Now this weekend just gone past saw me back, as I almost always am, coding away on my PC. Now since I’m somewhat of a challenge junkie I’ll always seek out the novel parts of an application first rather than the rudimentary and the first day saw me implementing some new features. This always goes well and I’ll be firmly in Flow for hours at a time, effortlessly jumping through reams of documentation and masses of Google searches as I start to nail down my problem. Once the new feature is done of course then I’ll have to choose another to start work on, thereby maintaining my Flow and project progress.
There’s a great quote by Donald Knuth (of The Art of Computer Programming fame) that says “Premature optimization is the root of all evil” which is basically a warning to avoid over optimizing your code when its still in the early stages. I’m a firm believer in the idea that you shouldn’t act like you have problems of scale until you have them but there are some fundamental differences between regular and scalable code that could prove to be incompatible with your codebase should you not make the decision early on in the piece. Of course optimization comes at the cost of progress on other pieces of work thus a balancing act between the two is required if your code is ever to see the light of day.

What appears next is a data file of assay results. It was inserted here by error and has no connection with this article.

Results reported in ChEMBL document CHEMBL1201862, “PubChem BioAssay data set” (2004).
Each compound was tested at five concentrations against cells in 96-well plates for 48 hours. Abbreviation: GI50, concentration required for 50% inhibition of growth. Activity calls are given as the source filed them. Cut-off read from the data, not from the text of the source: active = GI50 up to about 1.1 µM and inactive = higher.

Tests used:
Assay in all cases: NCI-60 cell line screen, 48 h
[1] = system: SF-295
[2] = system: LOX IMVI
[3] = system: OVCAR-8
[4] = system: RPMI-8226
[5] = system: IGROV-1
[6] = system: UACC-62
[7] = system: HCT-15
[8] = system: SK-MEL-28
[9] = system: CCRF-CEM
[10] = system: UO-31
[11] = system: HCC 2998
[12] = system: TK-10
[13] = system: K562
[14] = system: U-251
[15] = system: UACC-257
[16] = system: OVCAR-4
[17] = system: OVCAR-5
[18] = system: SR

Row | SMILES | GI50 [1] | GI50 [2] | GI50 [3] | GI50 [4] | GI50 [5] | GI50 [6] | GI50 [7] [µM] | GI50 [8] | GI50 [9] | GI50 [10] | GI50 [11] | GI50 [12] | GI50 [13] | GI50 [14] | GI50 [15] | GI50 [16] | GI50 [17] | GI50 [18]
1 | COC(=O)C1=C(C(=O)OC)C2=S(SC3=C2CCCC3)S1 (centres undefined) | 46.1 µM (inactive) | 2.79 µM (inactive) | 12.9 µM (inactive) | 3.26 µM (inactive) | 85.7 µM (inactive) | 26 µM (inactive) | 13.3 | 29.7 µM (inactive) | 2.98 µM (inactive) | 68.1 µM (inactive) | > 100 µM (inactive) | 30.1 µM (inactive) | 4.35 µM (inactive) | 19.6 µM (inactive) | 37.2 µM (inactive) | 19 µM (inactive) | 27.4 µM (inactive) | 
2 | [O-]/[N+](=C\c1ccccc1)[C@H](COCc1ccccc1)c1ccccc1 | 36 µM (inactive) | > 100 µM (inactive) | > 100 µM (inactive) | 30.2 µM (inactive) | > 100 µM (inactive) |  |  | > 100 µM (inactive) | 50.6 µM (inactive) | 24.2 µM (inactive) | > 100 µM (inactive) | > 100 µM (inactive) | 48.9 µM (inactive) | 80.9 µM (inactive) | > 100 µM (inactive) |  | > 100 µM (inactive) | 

I guess I find it strange that optimizing my own code was so detrimental to achieving that state of coding nirvana. It’s quite possible that it was just the problem that I was working on as a previous optimization I had done, developing a cache system for a web service I was querying, seemed to have no ill effects. However that particular challenge was quite novel as I hadn’t created anything like it previously and the feedback was quite clear when I had finally achieved my goal. Unfortunately I have the feeling that most of the optimization problems will be more like the former example than this one, but so long as I write half decent code in the first place I hopefully won’t have to deal with them as much.